Gigabyte 890GPA-UD3H:

Compared to its 785G counterpart, the Gigabyte 890GPA-UD3H consumed a bit more power on idle and on load, and the HD 4290 graphics chip used about 10W more than HD 4200 when heavily stressed, which is about on par with HD 3300 found on the 790GX chipset. The system power draw was lower during video playback though, as Cool'n'Quiet kept the CPU speed/frequency lower than usual, so we'll call it about even. More interestingly, our measurements showed less power being drawn by the CPU and VRMs throughout testing. So while overall power consumption was close, when we take CPU power regulation out of the equation, the 890GX board used about 6W more than its 785G cousin, whether due to the new chipset, the USB 3.0 controller, or a combination of the two.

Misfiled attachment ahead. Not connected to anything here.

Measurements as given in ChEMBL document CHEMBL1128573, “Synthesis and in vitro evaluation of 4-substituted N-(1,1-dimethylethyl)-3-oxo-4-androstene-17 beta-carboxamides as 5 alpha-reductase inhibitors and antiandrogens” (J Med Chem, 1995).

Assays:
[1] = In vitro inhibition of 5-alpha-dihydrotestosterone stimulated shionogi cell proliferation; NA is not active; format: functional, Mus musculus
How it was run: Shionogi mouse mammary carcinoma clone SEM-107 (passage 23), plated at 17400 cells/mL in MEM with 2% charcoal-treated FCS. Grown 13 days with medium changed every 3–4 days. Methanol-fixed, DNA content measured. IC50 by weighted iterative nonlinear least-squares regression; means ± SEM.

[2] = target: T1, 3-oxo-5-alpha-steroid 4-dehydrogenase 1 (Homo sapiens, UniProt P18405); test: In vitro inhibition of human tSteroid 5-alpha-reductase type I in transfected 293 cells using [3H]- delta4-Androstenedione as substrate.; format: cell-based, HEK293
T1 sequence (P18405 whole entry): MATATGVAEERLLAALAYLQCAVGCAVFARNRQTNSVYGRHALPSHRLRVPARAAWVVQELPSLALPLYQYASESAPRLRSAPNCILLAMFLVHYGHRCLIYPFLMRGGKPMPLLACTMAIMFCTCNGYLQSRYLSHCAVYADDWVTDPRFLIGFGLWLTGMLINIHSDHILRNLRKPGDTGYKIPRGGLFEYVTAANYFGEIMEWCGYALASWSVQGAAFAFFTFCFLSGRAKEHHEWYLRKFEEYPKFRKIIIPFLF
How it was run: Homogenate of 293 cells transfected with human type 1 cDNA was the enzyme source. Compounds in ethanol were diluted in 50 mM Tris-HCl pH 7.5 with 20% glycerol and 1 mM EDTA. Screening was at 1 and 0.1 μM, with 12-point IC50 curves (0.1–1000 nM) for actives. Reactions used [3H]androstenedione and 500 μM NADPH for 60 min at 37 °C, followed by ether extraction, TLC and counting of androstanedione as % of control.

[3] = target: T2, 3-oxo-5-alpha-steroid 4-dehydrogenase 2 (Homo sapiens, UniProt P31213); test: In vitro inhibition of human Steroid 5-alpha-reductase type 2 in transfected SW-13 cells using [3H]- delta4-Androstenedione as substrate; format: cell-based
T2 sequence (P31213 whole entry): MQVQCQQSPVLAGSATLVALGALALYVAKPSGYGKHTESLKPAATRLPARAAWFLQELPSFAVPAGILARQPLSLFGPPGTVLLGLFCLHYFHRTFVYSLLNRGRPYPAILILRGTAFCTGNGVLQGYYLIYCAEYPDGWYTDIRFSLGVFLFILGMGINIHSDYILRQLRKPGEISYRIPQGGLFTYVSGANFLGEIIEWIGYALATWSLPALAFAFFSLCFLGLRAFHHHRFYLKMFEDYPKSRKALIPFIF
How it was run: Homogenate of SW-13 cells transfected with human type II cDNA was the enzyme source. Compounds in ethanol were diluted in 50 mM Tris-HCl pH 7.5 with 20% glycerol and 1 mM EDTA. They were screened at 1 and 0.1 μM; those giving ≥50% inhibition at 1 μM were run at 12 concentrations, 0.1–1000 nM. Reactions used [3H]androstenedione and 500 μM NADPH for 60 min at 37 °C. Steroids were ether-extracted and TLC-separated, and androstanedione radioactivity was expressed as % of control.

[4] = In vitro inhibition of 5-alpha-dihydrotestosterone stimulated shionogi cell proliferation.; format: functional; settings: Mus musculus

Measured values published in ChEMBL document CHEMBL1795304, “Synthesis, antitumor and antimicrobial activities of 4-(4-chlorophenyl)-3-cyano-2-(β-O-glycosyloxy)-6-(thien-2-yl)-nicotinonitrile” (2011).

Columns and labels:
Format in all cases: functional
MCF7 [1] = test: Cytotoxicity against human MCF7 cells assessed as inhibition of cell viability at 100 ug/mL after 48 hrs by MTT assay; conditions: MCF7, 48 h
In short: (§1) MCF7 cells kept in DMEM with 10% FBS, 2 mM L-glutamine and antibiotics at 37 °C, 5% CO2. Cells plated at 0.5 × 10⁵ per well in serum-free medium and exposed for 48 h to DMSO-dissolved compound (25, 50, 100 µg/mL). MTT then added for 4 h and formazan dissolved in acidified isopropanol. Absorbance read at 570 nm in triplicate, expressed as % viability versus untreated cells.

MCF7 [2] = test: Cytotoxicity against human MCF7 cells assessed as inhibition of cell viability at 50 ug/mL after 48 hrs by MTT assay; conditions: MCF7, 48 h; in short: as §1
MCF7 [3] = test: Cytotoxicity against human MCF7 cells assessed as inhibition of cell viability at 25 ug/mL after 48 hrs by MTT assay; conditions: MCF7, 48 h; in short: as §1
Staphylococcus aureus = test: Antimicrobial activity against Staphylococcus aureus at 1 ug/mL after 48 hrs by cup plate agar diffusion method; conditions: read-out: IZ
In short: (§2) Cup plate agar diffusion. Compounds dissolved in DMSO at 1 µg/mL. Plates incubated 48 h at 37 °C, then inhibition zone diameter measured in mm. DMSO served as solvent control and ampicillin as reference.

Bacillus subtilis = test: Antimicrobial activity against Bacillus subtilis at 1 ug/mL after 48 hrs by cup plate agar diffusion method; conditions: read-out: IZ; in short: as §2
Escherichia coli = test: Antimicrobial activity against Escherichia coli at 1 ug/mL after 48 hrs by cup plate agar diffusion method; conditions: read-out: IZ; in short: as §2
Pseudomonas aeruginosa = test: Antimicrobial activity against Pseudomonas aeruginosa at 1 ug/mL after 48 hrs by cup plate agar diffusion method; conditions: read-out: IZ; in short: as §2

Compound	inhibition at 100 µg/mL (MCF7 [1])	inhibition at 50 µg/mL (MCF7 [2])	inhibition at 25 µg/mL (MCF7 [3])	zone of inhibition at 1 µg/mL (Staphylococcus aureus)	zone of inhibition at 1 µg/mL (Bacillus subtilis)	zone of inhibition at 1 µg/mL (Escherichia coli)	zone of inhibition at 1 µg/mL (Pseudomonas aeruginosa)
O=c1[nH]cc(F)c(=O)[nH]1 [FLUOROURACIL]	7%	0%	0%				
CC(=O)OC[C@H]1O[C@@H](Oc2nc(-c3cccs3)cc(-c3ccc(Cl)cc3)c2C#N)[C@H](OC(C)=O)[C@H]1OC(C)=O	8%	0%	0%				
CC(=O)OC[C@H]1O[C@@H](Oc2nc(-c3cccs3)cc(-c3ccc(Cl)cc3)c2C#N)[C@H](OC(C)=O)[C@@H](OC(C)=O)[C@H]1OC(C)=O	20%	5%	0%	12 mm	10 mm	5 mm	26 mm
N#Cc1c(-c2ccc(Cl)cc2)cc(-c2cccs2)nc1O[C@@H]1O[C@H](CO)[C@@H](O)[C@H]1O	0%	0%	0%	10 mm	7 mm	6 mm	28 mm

If you wish to lower your energy usage further, undervolting is the way to go. The board applies an offset when undervolting the CPU that applies whether the system is idle or on load, so you can adjust the CPU voltage with Cool'n'Quiet enabled to make it an even more efficient feature. Gigabyte's Easy Energy Saver is a quick and simple way to do this, but it is limited to only -0.075V. If you undervolt in the BIOS, there is no limit except the CPU. The sample board had problems cold booting with our Phenom II X3 720 Black Edition when the voltage was set below 1.025V.